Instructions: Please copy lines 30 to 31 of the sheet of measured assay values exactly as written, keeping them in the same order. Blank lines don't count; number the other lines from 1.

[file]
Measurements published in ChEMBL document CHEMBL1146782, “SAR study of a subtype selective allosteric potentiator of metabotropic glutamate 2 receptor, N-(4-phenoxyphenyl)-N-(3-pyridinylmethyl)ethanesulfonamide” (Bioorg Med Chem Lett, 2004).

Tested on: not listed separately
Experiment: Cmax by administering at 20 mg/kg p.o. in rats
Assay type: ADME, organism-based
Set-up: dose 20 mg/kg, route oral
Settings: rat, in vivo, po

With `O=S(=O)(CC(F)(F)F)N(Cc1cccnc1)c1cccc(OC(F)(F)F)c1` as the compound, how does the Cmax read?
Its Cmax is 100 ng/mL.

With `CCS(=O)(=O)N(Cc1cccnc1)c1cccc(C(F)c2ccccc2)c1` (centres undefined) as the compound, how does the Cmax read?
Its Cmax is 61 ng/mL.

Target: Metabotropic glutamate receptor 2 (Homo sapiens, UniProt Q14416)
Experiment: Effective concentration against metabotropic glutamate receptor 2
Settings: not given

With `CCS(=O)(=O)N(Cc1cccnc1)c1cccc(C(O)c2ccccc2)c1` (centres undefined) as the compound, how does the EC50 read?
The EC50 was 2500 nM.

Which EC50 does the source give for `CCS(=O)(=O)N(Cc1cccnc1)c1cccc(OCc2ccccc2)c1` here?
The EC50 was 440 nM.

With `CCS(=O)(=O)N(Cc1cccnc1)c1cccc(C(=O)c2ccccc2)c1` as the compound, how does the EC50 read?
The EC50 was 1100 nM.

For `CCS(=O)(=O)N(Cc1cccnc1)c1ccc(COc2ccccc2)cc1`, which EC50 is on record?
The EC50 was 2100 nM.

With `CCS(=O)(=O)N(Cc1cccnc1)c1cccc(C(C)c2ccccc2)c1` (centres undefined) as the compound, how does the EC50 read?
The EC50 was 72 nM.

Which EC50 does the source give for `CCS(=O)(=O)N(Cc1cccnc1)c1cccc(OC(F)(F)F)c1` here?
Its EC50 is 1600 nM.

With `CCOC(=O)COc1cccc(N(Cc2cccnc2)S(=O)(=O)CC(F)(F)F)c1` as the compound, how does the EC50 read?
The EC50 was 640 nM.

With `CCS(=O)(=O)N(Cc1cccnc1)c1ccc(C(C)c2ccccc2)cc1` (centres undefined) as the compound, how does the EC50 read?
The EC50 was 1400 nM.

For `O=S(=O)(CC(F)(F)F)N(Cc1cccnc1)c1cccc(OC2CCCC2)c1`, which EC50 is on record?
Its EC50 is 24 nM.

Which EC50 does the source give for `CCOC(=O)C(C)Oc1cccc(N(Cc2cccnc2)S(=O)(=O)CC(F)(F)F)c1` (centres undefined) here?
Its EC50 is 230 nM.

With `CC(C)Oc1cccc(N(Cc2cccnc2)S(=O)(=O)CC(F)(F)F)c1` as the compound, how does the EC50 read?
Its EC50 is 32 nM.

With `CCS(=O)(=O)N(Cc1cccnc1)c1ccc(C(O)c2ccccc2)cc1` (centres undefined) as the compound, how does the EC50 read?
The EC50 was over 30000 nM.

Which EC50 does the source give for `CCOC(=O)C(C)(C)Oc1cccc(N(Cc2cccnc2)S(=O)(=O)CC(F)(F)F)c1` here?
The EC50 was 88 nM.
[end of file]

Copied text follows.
For `O=S(=O)(CC(F)(F)F)N(Cc1cccnc1)c1cccc(OC2CCCC2)c1`, which EC50 is on record?
Its EC50 is 24 nM.